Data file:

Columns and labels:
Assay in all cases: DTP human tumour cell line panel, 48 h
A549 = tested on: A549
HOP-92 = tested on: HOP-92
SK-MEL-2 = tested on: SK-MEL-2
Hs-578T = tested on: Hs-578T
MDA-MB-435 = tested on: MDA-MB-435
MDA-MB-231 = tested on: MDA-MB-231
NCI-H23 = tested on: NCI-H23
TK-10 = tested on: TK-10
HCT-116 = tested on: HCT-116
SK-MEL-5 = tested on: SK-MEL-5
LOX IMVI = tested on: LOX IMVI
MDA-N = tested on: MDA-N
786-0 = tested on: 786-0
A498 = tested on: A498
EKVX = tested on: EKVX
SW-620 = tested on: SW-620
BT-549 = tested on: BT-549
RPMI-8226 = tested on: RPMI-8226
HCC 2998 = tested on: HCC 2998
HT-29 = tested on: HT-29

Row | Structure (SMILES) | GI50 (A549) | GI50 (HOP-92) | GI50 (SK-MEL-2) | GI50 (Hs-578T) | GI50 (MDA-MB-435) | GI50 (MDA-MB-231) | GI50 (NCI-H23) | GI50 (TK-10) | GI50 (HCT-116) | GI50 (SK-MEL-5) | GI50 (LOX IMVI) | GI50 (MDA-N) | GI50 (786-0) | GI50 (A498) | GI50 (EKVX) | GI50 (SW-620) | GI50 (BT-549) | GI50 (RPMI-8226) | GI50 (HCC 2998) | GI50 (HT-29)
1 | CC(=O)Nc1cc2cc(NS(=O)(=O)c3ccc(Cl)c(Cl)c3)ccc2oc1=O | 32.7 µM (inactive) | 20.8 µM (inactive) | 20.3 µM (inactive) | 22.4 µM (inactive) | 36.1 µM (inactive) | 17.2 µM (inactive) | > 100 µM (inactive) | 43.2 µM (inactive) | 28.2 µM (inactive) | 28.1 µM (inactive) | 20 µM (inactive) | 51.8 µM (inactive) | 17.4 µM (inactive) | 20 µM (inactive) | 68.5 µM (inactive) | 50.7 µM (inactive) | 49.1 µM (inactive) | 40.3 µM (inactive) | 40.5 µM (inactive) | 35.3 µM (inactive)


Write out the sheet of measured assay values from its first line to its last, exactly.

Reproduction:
Columns and labels:
Assay in all cases: DTP human tumour cell line panel, 48 h
A549 = tested on: A549
HOP-92 = tested on: HOP-92
SK-MEL-2 = tested on: SK-MEL-2
Hs-578T = tested on: Hs-578T
MDA-MB-435 = tested on: MDA-MB-435
MDA-MB-231 = tested on: MDA-MB-231
NCI-H23 = tested on: NCI-H23
TK-10 = tested on: TK-10
HCT-116 = tested on: HCT-116
SK-MEL-5 = tested on: SK-MEL-5
LOX IMVI = tested on: LOX IMVI
MDA-N = tested on: MDA-N
786-0 = tested on: 786-0
A498 = tested on: A498
EKVX = tested on: EKVX
SW-620 = tested on: SW-620
BT-549 = tested on: BT-549
RPMI-8226 = tested on: RPMI-8226
HCC 2998 = tested on: HCC 2998
HT-29 = tested on: HT-29

Row | Structure (SMILES) | GI50 (A549) | GI50 (HOP-92) | GI50 (SK-MEL-2) | GI50 (Hs-578T) | GI50 (MDA-MB-435) | GI50 (MDA-MB-231) | GI50 (NCI-H23) | GI50 (TK-10) | GI50 (HCT-116) | GI50 (SK-MEL-5) | GI50 (LOX IMVI) | GI50 (MDA-N) | GI50 (786-0) | GI50 (A498) | GI50 (EKVX) | GI50 (SW-620) | GI50 (BT-549) | GI50 (RPMI-8226) | GI50 (HCC 2998) | GI50 (HT-29)
1 | CC(=O)Nc1cc2cc(NS(=O)(=O)c3ccc(Cl)c(Cl)c3)ccc2oc1=O | 32.7 µM (inactive) | 20.8 µM (inactive) | 20.3 µM (inactive) | 22.4 µM (inactive) | 36.1 µM (inactive) | 17.2 µM (inactive) | > 100 µM (inactive) | 43.2 µM (inactive) | 28.2 µM (inactive) | 28.1 µM (inactive) | 20 µM (inactive) | 51.8 µM (inactive) | 17.4 µM (inactive) | 20 µM (inactive) | 68.5 µM (inactive) | 50.7 µM (inactive) | 49.1 µM (inactive) | 40.3 µM (inactive) | 40.5 µM (inactive) | 35.3 µM (inactive)